Graves Hall, honoring former Governor Bibb Graves, a Grand Cyclops of the KKK, was renamed Lucy-Graves Hall to also honor Autherine Lucy the first Black student at the university. After an outcry that Lucy's name should not be joined with the name of a KKK leader, the university renamed the building Autherne Lucy Hall.
El Niño, an oceanic phenomenon that affects worldwide weather patterns, significantly affected the number of enslaved Africans transported from West Africa to the Americas between the mid-1600s and mid-1800s, according to an interesting new study from the University of California, Davis.
Yale Divinity School recently acknowledged its historical complicity in slavery and racism. It is allocating $20 million to fund 10 social justice scholarships each year for incoming students who are dedicated to social justice work.
Gordon Parks was a true renaissance man. In addition to a long career as a photographer, he was a composer, musician, author, and filmmaker.
The centerpiece of the Black Gospel Archive & Listening Center is a sound isolation pod, which features high-end audio equipment and a full keyboard for researchers who want to play along with sheet music or recordings from the collection.
The apology began by stating that "the American Psychological Association failed in its role leading the discipline of psychology, was complicit in contributing to systemic inequities, and hurt many through racism, racial discrimination, and denigration of people of color."
Research by the Yale and Slavery Working Group found that enslaved people worked on the construction of Connecticut Hall on campus and that many leading figures associated with the early eras of the university held enslaved people.
A new digital history project at the University of Rochester in New York will create a website with meticulously detailed virtual tours of a 1632 English fort on the coast of Ghana that was among the earliest to send enslaved Africans to the American colonies.
The “Counting It All Joy!” initiative aims to better understand and to make more visible the narratives of Black people who have attended Davidson College, Duke University, Furman University, and Johnson C. Smith University between 1990 and 2020.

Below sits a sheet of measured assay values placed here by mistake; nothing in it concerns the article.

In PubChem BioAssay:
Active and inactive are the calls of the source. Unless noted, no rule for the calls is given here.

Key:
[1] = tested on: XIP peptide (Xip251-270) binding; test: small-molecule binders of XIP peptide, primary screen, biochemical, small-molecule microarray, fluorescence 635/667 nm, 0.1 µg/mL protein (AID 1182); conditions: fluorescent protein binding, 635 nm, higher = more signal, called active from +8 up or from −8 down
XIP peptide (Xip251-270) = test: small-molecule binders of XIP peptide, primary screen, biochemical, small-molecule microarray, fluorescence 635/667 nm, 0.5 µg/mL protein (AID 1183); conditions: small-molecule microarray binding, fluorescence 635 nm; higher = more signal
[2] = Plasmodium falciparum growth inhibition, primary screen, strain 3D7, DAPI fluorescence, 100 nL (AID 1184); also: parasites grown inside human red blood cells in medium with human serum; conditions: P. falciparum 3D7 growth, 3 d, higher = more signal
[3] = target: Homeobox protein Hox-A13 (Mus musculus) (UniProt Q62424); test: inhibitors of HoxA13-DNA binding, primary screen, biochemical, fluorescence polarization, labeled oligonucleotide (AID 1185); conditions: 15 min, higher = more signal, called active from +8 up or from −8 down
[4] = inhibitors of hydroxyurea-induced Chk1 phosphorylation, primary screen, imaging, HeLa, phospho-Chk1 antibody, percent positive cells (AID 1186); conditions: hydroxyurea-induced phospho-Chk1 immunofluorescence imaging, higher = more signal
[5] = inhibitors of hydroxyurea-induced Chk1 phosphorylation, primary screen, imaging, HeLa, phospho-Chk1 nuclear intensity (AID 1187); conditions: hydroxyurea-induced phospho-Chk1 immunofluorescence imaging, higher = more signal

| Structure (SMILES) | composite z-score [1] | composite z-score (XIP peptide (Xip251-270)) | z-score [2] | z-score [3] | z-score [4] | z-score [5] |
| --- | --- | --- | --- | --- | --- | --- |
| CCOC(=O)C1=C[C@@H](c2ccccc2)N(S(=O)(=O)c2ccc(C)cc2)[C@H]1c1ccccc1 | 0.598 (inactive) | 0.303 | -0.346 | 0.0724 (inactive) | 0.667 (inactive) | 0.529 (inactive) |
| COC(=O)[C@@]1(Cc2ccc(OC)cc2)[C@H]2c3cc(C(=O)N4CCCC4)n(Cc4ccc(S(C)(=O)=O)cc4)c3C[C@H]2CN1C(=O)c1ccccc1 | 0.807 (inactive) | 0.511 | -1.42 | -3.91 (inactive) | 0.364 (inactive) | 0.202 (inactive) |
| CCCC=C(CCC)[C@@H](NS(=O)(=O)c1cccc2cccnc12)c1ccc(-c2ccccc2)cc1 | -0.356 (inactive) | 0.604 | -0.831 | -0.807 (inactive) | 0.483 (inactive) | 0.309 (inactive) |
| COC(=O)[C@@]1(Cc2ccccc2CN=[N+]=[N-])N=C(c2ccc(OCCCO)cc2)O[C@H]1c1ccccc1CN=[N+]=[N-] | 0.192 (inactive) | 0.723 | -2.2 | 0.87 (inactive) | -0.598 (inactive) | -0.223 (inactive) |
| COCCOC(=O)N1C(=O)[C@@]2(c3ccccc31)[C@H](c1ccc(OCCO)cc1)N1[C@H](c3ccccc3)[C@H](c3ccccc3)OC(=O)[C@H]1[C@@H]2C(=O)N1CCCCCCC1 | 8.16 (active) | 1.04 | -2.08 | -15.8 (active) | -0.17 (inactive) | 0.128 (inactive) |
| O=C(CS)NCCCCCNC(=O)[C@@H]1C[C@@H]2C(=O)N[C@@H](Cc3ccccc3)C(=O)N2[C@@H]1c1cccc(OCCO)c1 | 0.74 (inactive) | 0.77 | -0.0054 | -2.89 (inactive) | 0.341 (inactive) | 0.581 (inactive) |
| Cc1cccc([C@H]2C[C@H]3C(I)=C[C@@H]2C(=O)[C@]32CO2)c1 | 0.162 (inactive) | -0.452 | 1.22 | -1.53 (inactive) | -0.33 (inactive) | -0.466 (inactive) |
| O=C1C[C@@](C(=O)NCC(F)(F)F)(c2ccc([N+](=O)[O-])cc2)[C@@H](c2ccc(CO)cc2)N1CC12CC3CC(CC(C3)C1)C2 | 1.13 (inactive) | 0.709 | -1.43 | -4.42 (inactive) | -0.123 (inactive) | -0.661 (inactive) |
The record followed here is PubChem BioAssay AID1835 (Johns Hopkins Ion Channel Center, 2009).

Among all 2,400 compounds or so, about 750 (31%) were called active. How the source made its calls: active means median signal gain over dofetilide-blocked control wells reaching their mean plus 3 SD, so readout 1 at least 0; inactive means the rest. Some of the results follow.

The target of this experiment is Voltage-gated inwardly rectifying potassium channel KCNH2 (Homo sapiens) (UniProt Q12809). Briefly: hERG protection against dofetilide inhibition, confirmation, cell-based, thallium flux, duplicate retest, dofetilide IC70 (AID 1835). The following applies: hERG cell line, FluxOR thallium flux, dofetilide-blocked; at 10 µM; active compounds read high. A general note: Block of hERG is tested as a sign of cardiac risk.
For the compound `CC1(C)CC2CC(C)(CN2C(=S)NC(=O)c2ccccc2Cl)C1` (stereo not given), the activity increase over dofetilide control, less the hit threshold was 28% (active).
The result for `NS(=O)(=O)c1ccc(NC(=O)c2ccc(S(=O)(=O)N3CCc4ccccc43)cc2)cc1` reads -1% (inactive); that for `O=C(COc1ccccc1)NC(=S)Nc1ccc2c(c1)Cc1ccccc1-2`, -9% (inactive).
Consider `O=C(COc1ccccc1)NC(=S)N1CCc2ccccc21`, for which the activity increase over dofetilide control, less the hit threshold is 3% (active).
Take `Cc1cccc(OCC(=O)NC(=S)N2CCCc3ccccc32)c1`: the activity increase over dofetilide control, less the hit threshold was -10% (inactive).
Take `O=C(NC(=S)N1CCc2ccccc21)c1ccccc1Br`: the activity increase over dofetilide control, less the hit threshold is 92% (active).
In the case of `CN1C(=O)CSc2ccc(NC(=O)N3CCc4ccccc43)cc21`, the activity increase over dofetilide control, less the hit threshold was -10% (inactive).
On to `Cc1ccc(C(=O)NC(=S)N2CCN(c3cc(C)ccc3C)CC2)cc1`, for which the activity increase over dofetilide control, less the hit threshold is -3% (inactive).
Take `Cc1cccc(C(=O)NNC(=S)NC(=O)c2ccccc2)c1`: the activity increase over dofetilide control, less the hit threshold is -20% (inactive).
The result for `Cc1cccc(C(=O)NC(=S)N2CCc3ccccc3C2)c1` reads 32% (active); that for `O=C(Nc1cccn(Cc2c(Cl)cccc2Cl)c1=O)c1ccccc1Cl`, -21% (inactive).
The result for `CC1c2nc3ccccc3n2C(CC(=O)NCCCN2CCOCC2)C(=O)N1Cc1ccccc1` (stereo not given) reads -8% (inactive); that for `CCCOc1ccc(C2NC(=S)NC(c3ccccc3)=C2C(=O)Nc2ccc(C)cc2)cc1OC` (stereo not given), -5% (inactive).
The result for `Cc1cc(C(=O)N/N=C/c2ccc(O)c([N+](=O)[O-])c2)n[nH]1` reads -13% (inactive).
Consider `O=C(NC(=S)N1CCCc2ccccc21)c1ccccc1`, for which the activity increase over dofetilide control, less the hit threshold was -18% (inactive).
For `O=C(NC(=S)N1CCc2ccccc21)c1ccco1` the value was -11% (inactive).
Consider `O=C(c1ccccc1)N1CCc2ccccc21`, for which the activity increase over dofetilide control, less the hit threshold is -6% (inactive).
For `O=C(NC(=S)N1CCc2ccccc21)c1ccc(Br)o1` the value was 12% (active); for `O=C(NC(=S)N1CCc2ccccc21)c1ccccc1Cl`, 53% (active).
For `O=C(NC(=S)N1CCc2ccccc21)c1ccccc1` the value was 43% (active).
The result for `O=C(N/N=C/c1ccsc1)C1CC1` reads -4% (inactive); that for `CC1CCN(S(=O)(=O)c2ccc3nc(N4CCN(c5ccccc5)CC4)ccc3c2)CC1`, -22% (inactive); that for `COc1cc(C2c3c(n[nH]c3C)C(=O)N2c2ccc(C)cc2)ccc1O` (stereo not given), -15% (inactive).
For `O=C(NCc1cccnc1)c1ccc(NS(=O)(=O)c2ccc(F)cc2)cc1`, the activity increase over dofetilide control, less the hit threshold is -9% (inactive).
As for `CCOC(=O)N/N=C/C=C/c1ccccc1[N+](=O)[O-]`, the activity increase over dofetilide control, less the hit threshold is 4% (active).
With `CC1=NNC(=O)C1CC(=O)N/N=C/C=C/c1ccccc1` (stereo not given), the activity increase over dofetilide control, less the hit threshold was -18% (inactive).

Bowdoin College, the highly rated liberal arts college in Brunswick, Maine, has announced the creation of four new endowed faculty professorships that honor distinguished Black graduates of the college. The four new chairs will honor Matthew D. Branche, Iris W. Davis. Rasuli Lewis, and Frederic Morrow.
Among the oral history subjects, there were mixed feelings about Penn State. Some have returned to campus with fond memories, while others do not have positive memories and refuse to come back to campus.
The board of regents at Western Kentucky University in Bowling Green, has approved the renaming of Northeast Hall to Munday Hall. The change honors Margaret Munday, the first African American student to enroll at the institution. Munday Hall will be the first building on campus named after an African American.
Johnson County in Iowa was originally named for Richard Mentor Johnson, a slaveowner who served as vice president under President Martin Van Buren. Henceforth, Johnson County will honor Lulu Merle Johnson, who was the first African American woman to earn a Ph.D. in Iowa and taught at several historically Black colleges and universities.
In 1959, Marion Gerald Hood applied to the medical school at Emory University in Atlanta. After less than a week, Hood was informed that his application had been rejected. A letter from an admissions official stated "I am sorry I must write you that we are not authorized to consider for admission a member of the Negro race."
Dixie State University was founded in an area settled by Mormons from the South. It used to have a Rebel as a mascot and in 2012 a statue of Confederate soldiers was removed from campus. Today, African Americans make up 2 percent of the 11,000-member undergraduate student body.
University Libraries at Washington University in St. Louis has acquired the papers of Charles Johnson, the acclaimed author, cartoonist, and essayist who won the 1990 National Book Award for his novel Middle Passage.
Three Virginia Community Colleges have a green light to change their names and two other colleges are being directed to consider doing likewise after the State Board for Community Colleges voted unanimously to amend its community college naming policy.
The University of Arkansas System board of trustees has voted to rename the building housing the military science program as the Lieutenant Colonel Frederick C. Turner Jr. Military Science Building.